The word Knight is a term to refer to a warrior or nobleman in former times or, in these days to refer to a person who has been given royal recognition. The roots of the word knight are connected to the Old English cniht, meaning boy, or German knecht, meaning servant. During the Middle Ages, the term knight referred to a mounted and armoured soldier. Originally, knights were warriors on horse-back, but the title became increasingly connected to nobility and social status, most likely because of the cost of equipping oneself in the cavalry. Knighthood eventually became a formal title bestowed on those noblemen trained for active war duty.
In theory, knighthood could be bestowed on a man by any knight, but it was generally considered honourable to be dubbed knight by the hand of a monarch. By about the late 13th century, partly in conjunction with the focus on courtly behavior, a code of conduct and uniformity of dress for knights began to evolve. Knights were eligible to wear a white belt and golden spurs as signs of their status. Also, knights were also often required to swear allegiance to a liege lord.
A knight was to follow a strict set of rules of conduct. These were the knightly virtues. However, original knights had few of these qualities because the church deemed knights too bloodthirsty and unruly. The church then intervened and began stressing the importance of virtues until the church became an integrated part of knighthood and chivalry. The virtues included:
- Mercy (Towards the poor and oppressed. They were supposed to be harsh with evil-doers.)
- Fear of God
- Utmost graciousness and courtesy to ladies
When in Wales last summer, I visited Chepstow Castle, the oldest surviving post-Roman stone fortification in Britain, where I found a replica of a knight on horseback prepared to do battle. The knight carried a sword and shield with the image of the Welsh dragon on it. And it was made of straw!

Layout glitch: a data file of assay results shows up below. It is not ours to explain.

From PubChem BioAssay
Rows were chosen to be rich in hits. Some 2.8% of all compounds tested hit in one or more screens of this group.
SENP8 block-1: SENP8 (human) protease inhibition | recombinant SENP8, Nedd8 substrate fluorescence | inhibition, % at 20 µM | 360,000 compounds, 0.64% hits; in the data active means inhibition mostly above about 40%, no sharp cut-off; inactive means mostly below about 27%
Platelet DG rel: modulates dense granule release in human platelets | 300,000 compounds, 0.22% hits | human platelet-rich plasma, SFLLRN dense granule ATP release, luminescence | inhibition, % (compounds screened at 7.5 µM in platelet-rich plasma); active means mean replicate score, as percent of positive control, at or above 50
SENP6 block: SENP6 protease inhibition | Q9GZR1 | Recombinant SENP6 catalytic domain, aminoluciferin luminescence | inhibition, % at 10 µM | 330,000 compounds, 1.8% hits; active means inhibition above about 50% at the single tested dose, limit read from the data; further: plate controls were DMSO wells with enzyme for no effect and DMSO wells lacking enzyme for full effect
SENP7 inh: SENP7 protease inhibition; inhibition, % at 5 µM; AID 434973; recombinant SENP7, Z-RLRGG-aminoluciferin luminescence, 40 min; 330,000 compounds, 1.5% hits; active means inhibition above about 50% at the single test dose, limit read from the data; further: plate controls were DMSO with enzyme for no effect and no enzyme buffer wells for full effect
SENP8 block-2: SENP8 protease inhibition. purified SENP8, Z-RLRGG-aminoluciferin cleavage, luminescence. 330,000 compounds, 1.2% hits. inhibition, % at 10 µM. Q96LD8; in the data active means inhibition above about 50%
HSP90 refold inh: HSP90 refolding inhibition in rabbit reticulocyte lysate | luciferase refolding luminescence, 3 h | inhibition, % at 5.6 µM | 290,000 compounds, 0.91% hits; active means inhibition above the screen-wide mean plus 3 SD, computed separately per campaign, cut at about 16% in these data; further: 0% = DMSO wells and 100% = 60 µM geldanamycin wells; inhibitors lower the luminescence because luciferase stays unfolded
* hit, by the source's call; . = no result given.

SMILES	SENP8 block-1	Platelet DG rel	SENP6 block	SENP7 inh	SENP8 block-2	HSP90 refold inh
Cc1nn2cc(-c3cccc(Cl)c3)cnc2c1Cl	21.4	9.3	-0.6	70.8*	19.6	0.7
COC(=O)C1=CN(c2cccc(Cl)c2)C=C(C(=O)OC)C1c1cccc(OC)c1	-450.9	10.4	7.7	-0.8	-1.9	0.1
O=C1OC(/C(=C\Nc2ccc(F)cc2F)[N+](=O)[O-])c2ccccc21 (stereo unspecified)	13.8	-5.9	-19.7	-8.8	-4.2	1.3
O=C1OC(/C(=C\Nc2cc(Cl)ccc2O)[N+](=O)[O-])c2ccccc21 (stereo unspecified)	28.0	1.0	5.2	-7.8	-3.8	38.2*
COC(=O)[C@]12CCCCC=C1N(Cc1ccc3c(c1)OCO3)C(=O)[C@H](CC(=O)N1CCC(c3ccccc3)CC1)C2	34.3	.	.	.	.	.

Imagine hoards of Norman warriors coming on horseback across those fields ready to cross the River Wye and scale the cliffs to conquer the castle and its environs!
Now, those of you who read my posts probably know by now that I love history, especially anything to do with my ancestry (English, Welsh, Scottish). However, one of my daughters and her husband have gone one step further and are members of the Society for Creative Anachronism. This is an international organization dedicated to researching and re-creating the arts and skills of pre-17th-century Europe. It consists of 20 kingdoms with over 30,000 members residing in countries around the world. Members, dressed in clothing of the Middle Ages and Renaissance, attend events which feature tournaments, royal courts, feasts, dancing, and various classes & workshops.
In fact, my son-in-law is becoming quite the artisan by creating leather armour not only for himself, but also for other members. He makes every kind of armour that can be made from leather for from the neck down as well as purses, pouches, belts, and accessories. He has also given classes in making armour of all kinds and participates in the actual "battles" after many hours of practise. He has worked his way to becoming a "Lord," which is the first of a slew of titles. Currently, he is known as Lord Ewen Mac Dughglas of Lions Gate. My daughter is Lady Eva de Lille, but not because of her association with her husband. She attained the title of "Lady" through her own achievements by volunteering for behind the scenes and helping to organize events. She finds hundreds of small ways to help others at all the practises and events she attends plus she and her husband run a kitchen and do the cooking and serving at events.
Here are a couple of really quick You-Tube videos SIL said I could show of a couple of practises. He is in the red outfit in the first one. Apparently, if you get hit in the leg, you must kneel, if you get hit in the arm, you have to forego using it, and if you get hit in the head or body, you're dead!
Hope you enjoyed this post. I know I learned a lot more about knights and my daughter's and son-in-law's association with the Society for Creative Anachronism just by writing it.